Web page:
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J Radiat Res. 2014 Jul;55(4):713-9. doi: 10.1093/jrr/rru015. Epub 2014 Apr 4.

Cranial irradiation induces bone marrow-derived microglia in adult mouse brain tissue.

Author information

  • 1Department of Radiation Oncology, Gunma University Graduate School of Medicine, 3-39-22 Showa-machi, Maebashi, Gunma 371-8511, Japan.
  • 2Department of Neurophysiology, Gunma University Graduate School of Medicine, 3-39-22 Showa-machi, Maebashi, Gunma 371-8511, Japan.
  • 3Department of Parasitology, Gunma University Graduate School of Medicine, 3-39-22 Showa-machi, Maebashi, Gunma 371-8511, Japan.
  • 4Department of Neurophysiology, Gunma University Graduate School of Medicine, 3-39-22 Showa-machi, Maebashi, Gunma 371-8511, Japan hirai@gunma-u.ac.jp.

Abstract

Postnatal hematopoietic progenitor cells do not contribute to microglial homeostasis in adult mice under normal conditions. However, previous studies using whole-body irradiation and bone marrow (BM) transplantation models have shown that adult BM cells migrate into the brain tissue and differentiate into microglia (BM-derived microglia; BMDM). Here, we investigated whether cranial irradiation alone was sufficient to induce the generation of BMDM in the adult mouse brain. Transgenic mice that express green fluorescent protein (GFP) under the control of a murine stem cell virus (MSCV) promoter (MSCV-GFP mice) were used. MSCV-GFP mice express GFP in BM cells but not in the resident microglia in the brain. Therefore, these mice allowed us to detect BM-derived cells in the brain without BM reconstitution. MSCV-GFP mice, aged 8-12 weeks, received 13.0 Gy irradiation only to the cranium, and BM-derived cells in the brain were quantified at 3 and 8 weeks after irradiation. No BM-derived cells were detected in control non-irradiated MSCV-GFP mouse brains, but numerous GFP-labeled BM-derived cells were present in the brain stem, basal ganglia and cerebral cortex of the irradiated MSCV-GFP mice. These BM-derived cells were positive for Iba1, a marker for microglia, indicating that GFP-positive BM-derived cells were microglial in nature. The population of BMDM was significantly greater at 8 weeks post-irradiation than at 3 weeks post-irradiation in all brain regions examined. Our results clearly show that cranial irradiation alone is sufficient to induce the generation of BMDM in the adult mouse.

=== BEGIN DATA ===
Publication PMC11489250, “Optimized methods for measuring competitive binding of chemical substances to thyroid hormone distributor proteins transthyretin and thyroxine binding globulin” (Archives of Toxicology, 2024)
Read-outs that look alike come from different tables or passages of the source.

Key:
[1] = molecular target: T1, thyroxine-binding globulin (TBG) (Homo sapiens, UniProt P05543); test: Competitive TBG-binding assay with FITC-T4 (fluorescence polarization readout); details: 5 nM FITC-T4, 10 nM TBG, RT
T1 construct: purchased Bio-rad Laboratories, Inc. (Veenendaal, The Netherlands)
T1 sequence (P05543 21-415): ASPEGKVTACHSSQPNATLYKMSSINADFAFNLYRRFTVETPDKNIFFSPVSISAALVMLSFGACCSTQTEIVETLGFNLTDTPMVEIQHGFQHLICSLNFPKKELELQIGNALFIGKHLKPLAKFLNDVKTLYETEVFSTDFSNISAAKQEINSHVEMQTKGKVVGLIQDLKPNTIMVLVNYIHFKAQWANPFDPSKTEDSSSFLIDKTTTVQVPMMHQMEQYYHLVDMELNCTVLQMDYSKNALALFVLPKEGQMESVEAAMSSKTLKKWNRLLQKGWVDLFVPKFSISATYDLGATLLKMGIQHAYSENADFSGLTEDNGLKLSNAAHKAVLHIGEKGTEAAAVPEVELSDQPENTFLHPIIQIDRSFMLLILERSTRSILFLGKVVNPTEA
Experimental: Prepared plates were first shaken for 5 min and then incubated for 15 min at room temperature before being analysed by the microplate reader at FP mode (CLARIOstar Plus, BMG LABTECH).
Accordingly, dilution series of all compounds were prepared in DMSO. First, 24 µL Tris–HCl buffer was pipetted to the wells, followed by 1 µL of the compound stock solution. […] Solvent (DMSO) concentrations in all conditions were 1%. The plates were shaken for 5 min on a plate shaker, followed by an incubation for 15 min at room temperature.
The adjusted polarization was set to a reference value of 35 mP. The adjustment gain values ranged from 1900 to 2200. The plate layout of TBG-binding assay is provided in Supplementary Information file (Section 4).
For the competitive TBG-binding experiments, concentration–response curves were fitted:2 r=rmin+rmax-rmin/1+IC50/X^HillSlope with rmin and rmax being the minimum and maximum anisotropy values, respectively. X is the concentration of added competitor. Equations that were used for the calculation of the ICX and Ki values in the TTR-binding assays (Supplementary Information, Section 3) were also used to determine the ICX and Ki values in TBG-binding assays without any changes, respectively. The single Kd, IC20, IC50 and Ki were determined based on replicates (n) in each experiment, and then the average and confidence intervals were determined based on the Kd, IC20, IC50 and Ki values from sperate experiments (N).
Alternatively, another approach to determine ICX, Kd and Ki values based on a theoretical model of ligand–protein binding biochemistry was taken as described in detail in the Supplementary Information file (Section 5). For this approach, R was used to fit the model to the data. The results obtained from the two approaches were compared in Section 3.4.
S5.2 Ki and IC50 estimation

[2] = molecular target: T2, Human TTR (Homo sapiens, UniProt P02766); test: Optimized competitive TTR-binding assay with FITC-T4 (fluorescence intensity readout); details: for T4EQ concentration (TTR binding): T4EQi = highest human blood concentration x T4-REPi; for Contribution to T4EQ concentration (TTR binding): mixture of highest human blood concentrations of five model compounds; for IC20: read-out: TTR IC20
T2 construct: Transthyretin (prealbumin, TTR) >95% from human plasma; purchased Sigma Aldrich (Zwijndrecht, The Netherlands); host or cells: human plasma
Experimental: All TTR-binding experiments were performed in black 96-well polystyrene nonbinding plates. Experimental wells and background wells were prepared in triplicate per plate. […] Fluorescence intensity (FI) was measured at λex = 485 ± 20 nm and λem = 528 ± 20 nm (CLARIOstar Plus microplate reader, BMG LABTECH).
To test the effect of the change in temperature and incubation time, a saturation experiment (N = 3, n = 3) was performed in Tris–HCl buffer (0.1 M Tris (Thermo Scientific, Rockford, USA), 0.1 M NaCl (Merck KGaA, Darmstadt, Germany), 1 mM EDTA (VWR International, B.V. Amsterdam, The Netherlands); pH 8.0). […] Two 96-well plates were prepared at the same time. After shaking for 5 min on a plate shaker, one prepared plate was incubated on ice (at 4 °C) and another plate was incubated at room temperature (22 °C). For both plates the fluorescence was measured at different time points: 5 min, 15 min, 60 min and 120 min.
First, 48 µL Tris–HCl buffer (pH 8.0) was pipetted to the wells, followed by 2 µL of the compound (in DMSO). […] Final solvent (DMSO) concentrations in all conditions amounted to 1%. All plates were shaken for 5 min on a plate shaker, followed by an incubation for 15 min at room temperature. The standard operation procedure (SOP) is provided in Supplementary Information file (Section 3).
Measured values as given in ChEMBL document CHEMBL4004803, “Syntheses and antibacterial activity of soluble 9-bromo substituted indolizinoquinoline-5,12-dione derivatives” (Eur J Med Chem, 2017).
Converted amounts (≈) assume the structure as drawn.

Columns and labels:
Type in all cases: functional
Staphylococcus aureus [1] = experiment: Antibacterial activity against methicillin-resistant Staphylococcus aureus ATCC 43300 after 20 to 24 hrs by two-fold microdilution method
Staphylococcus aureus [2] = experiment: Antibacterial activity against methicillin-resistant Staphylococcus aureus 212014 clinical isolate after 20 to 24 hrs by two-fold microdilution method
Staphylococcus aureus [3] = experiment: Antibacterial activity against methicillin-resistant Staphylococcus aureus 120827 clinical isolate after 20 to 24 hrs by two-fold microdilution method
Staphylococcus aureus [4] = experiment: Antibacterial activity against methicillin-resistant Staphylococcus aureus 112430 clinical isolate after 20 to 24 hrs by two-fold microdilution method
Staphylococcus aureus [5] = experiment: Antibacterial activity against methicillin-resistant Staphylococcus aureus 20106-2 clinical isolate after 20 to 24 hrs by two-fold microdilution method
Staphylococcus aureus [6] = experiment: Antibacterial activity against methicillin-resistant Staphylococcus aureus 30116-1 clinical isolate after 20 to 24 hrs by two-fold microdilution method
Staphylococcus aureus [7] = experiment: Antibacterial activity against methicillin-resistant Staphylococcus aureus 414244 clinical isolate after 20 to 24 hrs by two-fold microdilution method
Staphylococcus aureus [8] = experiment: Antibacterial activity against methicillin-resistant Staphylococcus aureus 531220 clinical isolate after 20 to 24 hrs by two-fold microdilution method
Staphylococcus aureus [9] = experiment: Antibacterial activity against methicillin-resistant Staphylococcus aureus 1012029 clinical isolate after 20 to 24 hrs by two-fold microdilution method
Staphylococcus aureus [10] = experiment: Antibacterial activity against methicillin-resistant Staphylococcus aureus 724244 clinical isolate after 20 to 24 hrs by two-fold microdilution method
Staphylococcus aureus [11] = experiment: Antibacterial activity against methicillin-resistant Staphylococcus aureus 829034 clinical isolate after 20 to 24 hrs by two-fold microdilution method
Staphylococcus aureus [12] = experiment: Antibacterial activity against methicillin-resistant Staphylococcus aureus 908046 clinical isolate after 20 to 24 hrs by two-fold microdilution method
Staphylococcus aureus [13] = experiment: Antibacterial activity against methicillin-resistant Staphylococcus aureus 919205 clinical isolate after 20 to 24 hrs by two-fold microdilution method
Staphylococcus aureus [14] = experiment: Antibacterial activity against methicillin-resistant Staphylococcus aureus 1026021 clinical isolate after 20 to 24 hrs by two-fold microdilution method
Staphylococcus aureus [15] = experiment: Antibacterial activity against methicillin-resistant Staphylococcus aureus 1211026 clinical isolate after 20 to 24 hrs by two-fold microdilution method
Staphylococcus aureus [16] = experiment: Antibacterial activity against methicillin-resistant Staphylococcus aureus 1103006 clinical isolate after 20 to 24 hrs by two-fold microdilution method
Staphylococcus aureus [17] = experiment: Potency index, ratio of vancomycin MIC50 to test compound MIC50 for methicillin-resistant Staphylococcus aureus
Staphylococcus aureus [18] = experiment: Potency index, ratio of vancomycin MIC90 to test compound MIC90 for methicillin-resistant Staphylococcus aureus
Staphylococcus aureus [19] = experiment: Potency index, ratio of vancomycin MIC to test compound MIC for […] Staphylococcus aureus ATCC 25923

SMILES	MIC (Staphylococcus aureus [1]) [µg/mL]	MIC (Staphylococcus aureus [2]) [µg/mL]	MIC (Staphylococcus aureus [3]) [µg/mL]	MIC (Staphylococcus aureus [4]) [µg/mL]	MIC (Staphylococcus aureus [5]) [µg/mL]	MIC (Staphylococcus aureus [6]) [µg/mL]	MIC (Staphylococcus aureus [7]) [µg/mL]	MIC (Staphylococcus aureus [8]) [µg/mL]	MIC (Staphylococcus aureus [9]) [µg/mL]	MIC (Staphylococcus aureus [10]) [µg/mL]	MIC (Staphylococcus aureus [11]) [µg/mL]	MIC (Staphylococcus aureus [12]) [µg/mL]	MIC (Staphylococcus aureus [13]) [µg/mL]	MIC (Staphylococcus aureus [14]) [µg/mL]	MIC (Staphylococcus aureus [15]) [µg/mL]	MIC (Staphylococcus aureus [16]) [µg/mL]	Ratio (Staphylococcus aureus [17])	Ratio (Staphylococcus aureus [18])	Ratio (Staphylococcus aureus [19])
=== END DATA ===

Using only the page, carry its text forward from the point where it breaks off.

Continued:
© The Author 2014. Published by Oxford University Press on behalf of The Japan Radiation Research Society and Japanese Society for Radiation Oncology.

KEYWORDS:

bone marrow-derived microglia; cranial irradiation; microglia; transgenic mice

PMID:
24706998
[PubMed - indexed for MEDLINE]
PMCID:
PMC4100007
Free PMC Article
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